By Saulo Silvestre and Mariana Meneses
Near-death experiences (NDEs) are profound personal experiences sometimes triggered during life-threatening episodes.
You may have heard of NDE reports involving, for example, seeing a bright light at the end of a tunnel or people leaving their bodies and floating above them.
Events like these have been reported in several cultures throughout history, inspiring much speculation and many interpretations. While the uniqueness of NDEs is at least partially responsible for the remarkable persistence of mysticism surrounding the experiences, this is also related to our limited understanding of the phenomenon.
These curious and often-reportedly life-changing experiences often last less than an hour, yet may permanently change the minds of those who undergo NDEs. NDEs are so intensely and lucidly recalled that they can feel, to the people who experience them, even more real than conscious reality itself. People who had NDEs often report radical transformations, such as no longer fearing death, detachment from material possessions, and the re-orientation of self towards the greater good.
Further, individuals have portrayed these powerful experiences as being unconstrained by space or time. They are often described as pain-free out-of-body experiences that can include meeting spiritual beings and seeing a collection of lifetime memories.
However, even though NDEs are often portrayed as positive, they can sometimes be very negative.
Indeed, many experiencers (especially those selected to appear in the media) do generally describe their memories as peaceful and divine, reporting feelings of oneness with the universe, but some report feelings such as terror, anguish, and loneliness. Some researchers suspect that this type of experience might be underreported due to factors such as shame, social stigma, and pressure to conform to societal expectations of what people should experience in these episodes.
NDEs were seen as confabulations or hallucinations before they became a field of empirical study around the turn of the 21st century, when researchers began to investigate patterns connecting near-death accounts.
But these episodes present an intrinsic challenge to the scientific investigation: their occurrence can hardly be predicted or controlled. NDEs do not wait to happen until the individual is inside a magnetic scanner, with fully mapped brain activity. Furthermore, it is difficult to determine the underlying neurological sequence of events in an NDE, since there are many ways in which the brain can be damaged.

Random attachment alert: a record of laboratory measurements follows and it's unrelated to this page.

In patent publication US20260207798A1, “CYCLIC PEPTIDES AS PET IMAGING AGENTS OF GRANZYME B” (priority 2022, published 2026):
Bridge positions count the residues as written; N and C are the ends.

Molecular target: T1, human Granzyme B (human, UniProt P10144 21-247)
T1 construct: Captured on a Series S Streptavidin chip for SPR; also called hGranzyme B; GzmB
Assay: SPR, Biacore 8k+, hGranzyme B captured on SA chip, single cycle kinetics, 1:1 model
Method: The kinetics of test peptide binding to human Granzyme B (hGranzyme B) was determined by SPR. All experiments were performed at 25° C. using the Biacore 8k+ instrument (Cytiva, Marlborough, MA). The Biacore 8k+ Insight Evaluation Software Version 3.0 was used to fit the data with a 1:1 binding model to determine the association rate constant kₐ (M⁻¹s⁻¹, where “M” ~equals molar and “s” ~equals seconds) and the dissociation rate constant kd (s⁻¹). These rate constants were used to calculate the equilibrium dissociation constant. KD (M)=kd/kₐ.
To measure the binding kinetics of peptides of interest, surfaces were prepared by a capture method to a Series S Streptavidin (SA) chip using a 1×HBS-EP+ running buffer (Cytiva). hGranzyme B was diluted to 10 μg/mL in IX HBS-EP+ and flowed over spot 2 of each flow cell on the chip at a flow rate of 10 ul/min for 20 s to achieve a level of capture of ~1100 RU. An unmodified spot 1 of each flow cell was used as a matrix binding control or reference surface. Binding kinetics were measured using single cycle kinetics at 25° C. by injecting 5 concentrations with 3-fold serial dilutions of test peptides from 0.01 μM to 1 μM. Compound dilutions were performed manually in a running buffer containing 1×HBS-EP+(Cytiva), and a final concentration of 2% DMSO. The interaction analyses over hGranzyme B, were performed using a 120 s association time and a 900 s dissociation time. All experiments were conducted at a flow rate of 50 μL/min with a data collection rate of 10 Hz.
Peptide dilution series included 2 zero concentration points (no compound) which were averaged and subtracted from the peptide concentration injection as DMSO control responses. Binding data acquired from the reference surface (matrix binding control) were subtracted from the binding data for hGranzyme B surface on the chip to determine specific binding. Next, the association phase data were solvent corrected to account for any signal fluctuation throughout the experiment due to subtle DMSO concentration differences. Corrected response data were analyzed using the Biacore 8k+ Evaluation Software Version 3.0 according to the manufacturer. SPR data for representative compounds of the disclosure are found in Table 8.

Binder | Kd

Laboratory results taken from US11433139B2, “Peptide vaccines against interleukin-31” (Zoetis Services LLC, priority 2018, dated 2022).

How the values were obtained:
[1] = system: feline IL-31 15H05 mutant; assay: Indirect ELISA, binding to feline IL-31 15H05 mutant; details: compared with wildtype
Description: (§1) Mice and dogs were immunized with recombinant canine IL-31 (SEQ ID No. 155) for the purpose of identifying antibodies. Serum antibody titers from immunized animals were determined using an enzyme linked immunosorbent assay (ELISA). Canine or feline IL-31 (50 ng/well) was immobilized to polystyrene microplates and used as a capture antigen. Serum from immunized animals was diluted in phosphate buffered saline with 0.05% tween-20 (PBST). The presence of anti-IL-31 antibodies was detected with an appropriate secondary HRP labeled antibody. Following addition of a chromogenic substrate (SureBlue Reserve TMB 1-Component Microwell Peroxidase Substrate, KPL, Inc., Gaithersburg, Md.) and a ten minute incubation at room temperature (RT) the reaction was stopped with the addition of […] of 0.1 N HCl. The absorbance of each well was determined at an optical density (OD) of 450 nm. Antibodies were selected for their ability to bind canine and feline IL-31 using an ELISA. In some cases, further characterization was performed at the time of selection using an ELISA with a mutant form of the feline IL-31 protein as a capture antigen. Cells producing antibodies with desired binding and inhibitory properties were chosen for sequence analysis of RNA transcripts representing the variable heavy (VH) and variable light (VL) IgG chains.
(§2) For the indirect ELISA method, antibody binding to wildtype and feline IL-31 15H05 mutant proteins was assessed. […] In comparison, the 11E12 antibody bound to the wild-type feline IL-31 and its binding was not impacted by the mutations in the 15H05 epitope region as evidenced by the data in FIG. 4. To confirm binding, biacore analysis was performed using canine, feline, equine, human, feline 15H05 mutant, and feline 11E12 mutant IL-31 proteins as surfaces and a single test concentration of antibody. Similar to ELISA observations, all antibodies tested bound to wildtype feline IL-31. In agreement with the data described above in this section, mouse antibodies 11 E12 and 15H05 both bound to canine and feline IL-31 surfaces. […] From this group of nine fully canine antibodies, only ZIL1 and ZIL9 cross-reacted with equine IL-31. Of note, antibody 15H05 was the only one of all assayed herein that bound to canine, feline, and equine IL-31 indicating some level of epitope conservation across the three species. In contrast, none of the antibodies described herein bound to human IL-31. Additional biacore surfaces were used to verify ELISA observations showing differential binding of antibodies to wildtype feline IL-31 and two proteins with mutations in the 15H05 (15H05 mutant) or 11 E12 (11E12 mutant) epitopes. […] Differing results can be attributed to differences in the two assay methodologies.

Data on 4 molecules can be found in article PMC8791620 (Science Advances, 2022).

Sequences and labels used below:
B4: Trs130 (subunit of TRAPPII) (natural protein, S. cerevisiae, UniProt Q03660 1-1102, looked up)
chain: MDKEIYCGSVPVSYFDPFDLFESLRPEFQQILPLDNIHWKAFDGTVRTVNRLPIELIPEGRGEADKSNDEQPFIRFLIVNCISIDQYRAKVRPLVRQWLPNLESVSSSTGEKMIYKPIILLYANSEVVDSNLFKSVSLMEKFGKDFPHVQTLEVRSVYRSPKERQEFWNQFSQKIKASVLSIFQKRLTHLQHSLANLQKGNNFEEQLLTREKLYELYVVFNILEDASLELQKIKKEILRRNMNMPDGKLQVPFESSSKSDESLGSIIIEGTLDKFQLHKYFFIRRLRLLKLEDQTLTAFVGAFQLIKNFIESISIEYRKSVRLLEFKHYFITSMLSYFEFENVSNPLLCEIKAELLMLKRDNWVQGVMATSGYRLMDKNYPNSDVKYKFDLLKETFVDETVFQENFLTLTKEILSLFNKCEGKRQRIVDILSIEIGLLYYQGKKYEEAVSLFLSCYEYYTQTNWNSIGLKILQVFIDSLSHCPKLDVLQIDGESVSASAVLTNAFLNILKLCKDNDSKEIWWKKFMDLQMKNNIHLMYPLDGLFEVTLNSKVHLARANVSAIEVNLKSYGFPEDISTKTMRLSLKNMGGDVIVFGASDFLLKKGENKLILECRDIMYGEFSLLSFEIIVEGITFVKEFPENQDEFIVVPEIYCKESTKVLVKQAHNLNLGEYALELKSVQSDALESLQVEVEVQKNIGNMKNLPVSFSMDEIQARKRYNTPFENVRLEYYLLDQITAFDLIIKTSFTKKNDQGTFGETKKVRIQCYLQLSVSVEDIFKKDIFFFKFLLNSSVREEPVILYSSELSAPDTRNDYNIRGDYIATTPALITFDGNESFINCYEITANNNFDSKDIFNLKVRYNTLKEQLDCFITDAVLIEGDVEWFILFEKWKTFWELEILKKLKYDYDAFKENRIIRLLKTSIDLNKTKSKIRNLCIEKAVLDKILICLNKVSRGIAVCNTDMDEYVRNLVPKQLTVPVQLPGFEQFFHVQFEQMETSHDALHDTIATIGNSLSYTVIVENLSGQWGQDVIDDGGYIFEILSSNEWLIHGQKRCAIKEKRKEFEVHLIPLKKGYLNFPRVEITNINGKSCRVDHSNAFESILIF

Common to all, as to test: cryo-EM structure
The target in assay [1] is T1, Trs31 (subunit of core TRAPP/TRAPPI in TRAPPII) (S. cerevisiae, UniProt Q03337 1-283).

Even so, as usual, scientists have been trying to find ways around these challenges. For example, some studies focus on specific events with the potential to trigger NDEs, like cardiac arrests followed by cardiopulmonary resuscitations. In other cases, scientists may try to trigger NDEs themselves. Centrifuges, like those used in the training of astronauts, can be used in these studies, since multiplying the force of gravity can interrupt the flow of blood to the brain, leading individuals to faint and possibly engage in NDE-like episodes. In the future, scientists might even study NDEs in lab mice.
Despite all the challenges, research on NDEs has been growing in recent years.
But when it comes to their relationship to human consciousness, we may still be far from complete answers, as this particular field remains understudied. This is what Dr. Charlotte Martial and colleagues argue, in a 2020 study published in the journal Trends in Cognitive Science. Human consciousness is so overwhelmingly complex that they believe these studies should approach consciousness in parts, by distinguishing between what they call wakefulness, connectedness, and internal awareness.
Wakefulness: “spontaneous or stimulus-induced eye opening”. Connectedness: “the connection to the external world allowing the experience of external stimuli, either in a state of wakefulness or non‐wakefulness”; Internal awareness: “all environmental stimulus-independent thoughts (e.g., mental imagery, inner speech, mind wandering)” Martial et al. (2020).
Neurologists have empirically shown that NDEs can also be induced by epileptic seizures.
By electrically stimulating patients’ brains, researchers found that specific epileptic events that are restricted to one brain hemisphere create effects very similar to NDEs. These seizures can impair consciousness and may be accompanied by depersonalization, déjà vu, ecstatic feelings, and/or impaired perceptions of sizes, tastes, smells, and bodily feelings.
Besides brain electrical stimulation, NDEs can also be triggered by psychoactive substances, specifically hallucinogens linked to the neurotransmitter serotonin, which include magic mushrooms (psilocybin), LSD, and DMT. Patients usually report a blissful experience, enhanced well-being, and better self-awareness, from either psychoactive substances or electrical stimulation on the brain. Scientists believe that the connections between NDEs and the material brain provide support for a biological reason – instead of a mystical one – behind these incredible events.